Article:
Especially since a new Head of School will be in place next year, it is an important time to revisit and renew the systems and goals for these curricular pillars. We need to ask ourselves: What do we want students to get out of this work? What should it look like day-to-day in classrooms? and What should the experience be for students moving through the program from Kindergarten to Middle School?

There are hours of planning to be done and as shown in the data, the teaching staff is ready and willing to do this important work. This demonstrates that teachers understand the significance of this work and know it will have a positive impact on their classrooms. It is critical that we make time to step back to see the big picture in preparation for this next year’s curriculum planning around art and design at Urban Montessori Charter School.

PROBLEM STATEMENTS & PROPOSALS

Ana Carrasco

PROBLEM STATEMENT: Teachers are already working hard to deliver the Montessori academic curriculum so there isn’t extra bandwidth for the “more creative” curriculum that we should be integrating. Additionally, I’m not an expert, and I need support to learn the skills myself and to then teach the kids. I need help supporting exciting hands-on projects and a sequentially integrated curriculum that has a clear progression to be successful.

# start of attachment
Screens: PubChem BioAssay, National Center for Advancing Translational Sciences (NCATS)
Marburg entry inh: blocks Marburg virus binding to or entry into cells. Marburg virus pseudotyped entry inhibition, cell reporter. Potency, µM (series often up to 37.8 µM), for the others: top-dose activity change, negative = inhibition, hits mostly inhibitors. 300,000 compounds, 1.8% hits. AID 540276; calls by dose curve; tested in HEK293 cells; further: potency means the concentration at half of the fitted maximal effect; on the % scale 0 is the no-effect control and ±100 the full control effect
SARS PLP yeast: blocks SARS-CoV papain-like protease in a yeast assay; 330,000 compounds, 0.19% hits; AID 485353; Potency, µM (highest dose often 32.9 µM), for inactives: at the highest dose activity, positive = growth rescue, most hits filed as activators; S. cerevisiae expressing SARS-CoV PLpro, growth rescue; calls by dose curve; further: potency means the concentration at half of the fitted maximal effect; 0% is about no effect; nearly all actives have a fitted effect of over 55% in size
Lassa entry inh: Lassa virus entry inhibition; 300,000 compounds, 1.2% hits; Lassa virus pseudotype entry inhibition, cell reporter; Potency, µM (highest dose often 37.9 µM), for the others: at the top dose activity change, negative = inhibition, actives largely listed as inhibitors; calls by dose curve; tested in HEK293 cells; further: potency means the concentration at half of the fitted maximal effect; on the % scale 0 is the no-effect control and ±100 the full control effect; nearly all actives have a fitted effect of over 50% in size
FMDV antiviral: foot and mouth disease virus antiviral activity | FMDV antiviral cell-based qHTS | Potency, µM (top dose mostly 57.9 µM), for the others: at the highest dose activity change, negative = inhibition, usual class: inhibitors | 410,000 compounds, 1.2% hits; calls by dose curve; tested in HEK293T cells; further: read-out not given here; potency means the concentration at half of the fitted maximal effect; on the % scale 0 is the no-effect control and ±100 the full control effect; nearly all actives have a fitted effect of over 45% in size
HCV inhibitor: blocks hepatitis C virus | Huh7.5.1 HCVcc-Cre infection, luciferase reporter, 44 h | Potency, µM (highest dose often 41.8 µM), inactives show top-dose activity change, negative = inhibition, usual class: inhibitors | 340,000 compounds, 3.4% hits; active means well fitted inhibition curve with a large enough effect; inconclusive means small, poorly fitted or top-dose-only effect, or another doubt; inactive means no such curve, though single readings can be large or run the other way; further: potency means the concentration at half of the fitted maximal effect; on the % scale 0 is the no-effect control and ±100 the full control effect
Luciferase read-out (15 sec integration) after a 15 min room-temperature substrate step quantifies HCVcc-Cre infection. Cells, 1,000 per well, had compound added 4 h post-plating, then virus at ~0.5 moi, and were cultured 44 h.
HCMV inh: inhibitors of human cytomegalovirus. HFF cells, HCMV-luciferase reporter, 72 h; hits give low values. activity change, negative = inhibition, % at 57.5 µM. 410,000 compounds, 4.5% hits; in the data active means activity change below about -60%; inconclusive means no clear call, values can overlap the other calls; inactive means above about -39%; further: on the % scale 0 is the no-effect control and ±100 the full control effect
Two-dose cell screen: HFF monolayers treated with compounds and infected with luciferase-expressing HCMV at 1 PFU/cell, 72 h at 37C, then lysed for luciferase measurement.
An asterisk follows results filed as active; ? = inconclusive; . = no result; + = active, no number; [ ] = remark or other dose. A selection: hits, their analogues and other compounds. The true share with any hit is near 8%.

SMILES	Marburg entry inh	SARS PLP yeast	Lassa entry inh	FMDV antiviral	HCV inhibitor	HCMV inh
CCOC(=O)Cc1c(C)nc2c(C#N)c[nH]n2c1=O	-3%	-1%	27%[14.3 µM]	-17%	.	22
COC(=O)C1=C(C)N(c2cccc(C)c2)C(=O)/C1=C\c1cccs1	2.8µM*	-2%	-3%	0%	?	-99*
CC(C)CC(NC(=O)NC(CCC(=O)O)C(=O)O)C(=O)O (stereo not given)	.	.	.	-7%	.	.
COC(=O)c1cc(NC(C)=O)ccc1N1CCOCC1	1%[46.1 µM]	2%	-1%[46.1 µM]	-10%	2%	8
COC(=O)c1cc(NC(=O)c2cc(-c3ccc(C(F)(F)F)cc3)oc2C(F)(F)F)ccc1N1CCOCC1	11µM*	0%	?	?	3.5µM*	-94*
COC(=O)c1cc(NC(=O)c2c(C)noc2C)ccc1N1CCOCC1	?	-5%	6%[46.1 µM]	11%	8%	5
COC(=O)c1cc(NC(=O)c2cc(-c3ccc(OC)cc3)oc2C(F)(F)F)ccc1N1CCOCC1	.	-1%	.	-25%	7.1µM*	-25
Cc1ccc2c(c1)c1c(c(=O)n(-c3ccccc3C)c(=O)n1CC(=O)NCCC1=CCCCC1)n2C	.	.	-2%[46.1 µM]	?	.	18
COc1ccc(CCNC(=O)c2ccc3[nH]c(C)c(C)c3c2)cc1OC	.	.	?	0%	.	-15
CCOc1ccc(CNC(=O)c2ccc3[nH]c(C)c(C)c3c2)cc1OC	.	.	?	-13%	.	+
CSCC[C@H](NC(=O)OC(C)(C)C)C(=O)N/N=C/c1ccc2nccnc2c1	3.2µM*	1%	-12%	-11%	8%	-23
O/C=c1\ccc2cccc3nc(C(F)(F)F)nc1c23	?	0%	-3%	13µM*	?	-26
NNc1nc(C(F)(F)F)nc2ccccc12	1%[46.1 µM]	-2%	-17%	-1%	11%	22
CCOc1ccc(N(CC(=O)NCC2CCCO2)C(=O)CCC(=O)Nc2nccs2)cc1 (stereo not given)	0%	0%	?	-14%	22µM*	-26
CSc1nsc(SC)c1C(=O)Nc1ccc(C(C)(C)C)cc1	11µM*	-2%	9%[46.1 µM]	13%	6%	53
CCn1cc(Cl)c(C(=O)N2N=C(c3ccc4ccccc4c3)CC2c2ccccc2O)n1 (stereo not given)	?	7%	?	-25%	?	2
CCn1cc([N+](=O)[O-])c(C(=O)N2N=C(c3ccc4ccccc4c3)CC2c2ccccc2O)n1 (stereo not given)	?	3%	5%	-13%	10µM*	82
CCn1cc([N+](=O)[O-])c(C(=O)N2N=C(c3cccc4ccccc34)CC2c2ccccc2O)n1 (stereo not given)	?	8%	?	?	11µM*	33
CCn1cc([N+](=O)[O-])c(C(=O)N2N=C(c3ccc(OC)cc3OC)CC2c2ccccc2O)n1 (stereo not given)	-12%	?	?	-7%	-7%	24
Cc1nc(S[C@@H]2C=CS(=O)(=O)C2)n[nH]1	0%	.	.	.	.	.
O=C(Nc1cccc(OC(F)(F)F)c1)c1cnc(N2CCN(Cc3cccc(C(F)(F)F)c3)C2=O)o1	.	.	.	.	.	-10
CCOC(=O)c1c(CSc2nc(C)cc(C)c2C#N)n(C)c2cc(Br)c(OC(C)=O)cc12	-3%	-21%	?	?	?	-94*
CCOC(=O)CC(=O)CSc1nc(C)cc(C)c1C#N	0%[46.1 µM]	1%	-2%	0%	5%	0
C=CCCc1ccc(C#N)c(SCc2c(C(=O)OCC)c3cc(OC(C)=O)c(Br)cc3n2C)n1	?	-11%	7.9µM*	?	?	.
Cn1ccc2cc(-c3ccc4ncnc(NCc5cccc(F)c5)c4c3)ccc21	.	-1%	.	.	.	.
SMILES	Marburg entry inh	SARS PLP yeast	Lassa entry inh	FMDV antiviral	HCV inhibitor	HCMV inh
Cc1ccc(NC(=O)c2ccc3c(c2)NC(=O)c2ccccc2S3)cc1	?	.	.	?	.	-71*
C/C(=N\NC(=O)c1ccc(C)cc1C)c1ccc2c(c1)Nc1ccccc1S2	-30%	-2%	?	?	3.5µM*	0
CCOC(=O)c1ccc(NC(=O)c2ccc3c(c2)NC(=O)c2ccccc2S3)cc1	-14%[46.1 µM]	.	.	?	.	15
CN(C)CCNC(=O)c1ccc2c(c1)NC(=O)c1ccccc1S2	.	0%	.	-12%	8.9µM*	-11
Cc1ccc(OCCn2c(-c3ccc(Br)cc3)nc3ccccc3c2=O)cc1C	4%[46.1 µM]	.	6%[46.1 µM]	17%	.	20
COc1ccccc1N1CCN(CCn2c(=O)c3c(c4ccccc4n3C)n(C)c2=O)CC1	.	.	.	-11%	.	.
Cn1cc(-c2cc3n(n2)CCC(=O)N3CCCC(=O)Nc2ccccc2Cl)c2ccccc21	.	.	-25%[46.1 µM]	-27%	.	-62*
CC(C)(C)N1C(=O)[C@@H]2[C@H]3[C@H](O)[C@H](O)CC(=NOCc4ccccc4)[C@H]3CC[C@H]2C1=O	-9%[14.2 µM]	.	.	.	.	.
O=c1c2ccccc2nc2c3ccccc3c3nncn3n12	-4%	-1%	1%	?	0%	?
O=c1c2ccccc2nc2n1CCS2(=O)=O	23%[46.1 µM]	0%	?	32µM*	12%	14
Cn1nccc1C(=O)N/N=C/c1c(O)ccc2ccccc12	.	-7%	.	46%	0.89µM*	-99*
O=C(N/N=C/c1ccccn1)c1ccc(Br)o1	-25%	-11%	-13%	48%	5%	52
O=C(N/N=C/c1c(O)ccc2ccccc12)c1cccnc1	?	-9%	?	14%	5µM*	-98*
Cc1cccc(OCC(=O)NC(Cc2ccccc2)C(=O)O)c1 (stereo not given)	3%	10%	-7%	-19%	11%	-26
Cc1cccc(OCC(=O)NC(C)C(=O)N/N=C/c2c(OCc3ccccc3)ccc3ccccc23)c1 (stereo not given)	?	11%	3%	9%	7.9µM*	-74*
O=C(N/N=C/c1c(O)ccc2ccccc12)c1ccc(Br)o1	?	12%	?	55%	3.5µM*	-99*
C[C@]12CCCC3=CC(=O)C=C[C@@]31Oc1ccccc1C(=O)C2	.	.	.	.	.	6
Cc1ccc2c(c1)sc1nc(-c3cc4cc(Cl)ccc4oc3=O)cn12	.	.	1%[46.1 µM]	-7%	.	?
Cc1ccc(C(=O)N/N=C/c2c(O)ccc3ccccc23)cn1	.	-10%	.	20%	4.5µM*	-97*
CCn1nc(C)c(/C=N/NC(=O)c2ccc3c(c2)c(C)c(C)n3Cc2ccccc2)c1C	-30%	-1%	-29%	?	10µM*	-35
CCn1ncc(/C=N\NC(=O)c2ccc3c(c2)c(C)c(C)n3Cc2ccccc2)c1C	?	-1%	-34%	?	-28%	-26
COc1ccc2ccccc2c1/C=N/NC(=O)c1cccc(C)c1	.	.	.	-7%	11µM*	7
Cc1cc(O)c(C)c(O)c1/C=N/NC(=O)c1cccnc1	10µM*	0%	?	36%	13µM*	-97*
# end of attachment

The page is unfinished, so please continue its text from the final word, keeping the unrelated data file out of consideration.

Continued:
Long Term Proposal: Combine option #1 and #3 in the March survey sent to staff (see the full report to read more). We need someone on staff to hold the art and design work. This would involve but not be limited to curriculum mapping standards across multiple content areas and the arts, demonstrating and co-teaching arts integrated lessons, and planning and preparing arts integration lessons, assignments, assessments and materials. I also suggest a multi-use space where teachers could schedule time outside the classroom, where the teacher could serve students, and that teacher would also host outside specialists to build on curriculum.

David Harris

PROBLEM STATEMENT: A main problem I experienced while being the school lead for this work is that I had no access to leadership decision making, and wasn’t able to advocate for pushing the work forward, purchasing equipment, scheduling meetings and professional development, etc. The second main problem was that it was no longer possible for only one person, with little to no time in my day schedule, to support this work for all four levels (Primary, Lower Elementary, Upper Elementary and Middle School). I had failed to do that for the last two years. Also, though there is the possibility of more teachers participating in the Agency by Design fellowship next year, and also of a return of support from the d.school, Urban Montessori cannot rely on outside agencies to sustain the program, it needs to develop structures and school staff to do the work.